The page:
Arisaema thunbergii subsp. urashima
Common Name: arisaema 
Type: Herbaceous perennial
Family: Araceae
Native Range: Japan
Zone: 5 to 9
Height: 1.00 to 2.00 feet
Spread: 1.00 to 2.00 feet
Bloom Time: April to May
Bloom Description: Purple and white
Sun: Part shade to full shade
Water: Medium to wet
Maintenance: Medium
Suggested Use: Rain Garden
Flower: Showy
Fruit: Showy
Tolerate: Heavy Shade, Wet Soil


Best grown in humus-rich, moist but well-drained soils in part shade to full shade. Needs consistent moisture. Does poorly in heavy clay soils. Plant tubers about 3-4" deep. May be grown from seed, but may take 3-5 years before plant will flower. Winter hardy to USDA Zone 5 (perhaps 6) to 8. In the St. Louis area, it should be planted in a sheltered location.

Noteworthy Characteristics

Arisaema thunbergii commonly called cobra lily, is a woodland perennial that is native to forest areas in Japan. It is closely related to the jack-in-the-pulpit (Arisaema triphyllum) that is native to eastern North America. It typically rises to 12-24" tall topped by a solitary horizontal leaf clad with 9-17 narrow lanceolate leaflets. A single flower emerges from the ground in spring (April-May) near the base of the leaf petiole. The flower consists of a pitcher-like spathe (white with purple-speckled stripes) with a pointed blade-like hood (dark purple to near black) that drapes forward over the top of the pitcher. Hooded spathe reportedly resembles the head of a cobra hence the common name. An inner cylindrical upright flower spike known as the spadix (white at the base changing to purple) has a long purple whip-like tail which emerges over the collar-like lip of the spathe and trails outward to as much as 24" long.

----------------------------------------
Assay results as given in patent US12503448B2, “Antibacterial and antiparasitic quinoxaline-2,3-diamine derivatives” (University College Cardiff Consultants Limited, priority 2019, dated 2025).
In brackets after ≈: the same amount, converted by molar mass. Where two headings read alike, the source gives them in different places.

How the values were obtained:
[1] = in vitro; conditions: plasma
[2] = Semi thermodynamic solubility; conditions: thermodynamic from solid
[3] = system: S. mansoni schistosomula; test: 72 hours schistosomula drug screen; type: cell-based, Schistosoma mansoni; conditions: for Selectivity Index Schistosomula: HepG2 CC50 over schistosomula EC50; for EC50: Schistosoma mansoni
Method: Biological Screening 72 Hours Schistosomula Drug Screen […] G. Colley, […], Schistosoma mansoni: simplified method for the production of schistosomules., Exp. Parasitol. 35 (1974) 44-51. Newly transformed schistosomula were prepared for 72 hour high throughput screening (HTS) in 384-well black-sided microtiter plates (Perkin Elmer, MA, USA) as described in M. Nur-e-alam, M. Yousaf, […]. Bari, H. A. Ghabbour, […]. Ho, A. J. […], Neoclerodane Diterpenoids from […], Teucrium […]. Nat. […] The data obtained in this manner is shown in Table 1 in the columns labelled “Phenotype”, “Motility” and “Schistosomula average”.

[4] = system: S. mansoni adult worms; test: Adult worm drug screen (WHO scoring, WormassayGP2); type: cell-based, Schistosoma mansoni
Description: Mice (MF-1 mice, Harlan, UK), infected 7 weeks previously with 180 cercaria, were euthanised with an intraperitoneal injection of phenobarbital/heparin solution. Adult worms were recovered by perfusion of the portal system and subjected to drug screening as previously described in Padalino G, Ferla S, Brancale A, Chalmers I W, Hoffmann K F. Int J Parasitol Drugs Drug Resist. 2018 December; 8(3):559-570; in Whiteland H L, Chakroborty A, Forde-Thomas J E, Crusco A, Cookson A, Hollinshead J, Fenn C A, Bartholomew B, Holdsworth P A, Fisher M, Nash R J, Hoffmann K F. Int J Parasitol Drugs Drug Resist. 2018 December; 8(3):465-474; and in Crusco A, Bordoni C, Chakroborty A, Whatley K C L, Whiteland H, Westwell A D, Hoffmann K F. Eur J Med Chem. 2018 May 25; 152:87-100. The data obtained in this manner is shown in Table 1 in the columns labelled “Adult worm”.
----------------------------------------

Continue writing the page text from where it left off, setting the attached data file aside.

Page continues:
Plants go dormant in summer after flowering, except some plants will produce a cluster of berries in mid-summer which become visible as the spathe withers. Berries ripen to red. Stalks, leaves, flowers and fruits give this plant a tropical aura. All plant parts contain calcium oxalate (same chemical as in Diffenbachia or dumb cane) and are poisonous.

Subsp. urashima is very similar to the species except for being slightly smaller in height (to 20” tall), leaf typically contains 11-15 broad-lanceolate leaflets and the throat has minor differences. Subsp. urashima is in reference to legendary Japanese fisherman Urashima Taro.

Genus name comes from Greek words aris meaning "arum" and aima meaning "red", in reference to the red-blotched leaves found on some species.

Specific epithet honors Japanese naturalist Carl Peter Thunberg (1743-1828).


No serious insect or disease problems.


Plant in groups. Best left undisturbed in shady woodland gardens, wild gardens or native plant areas.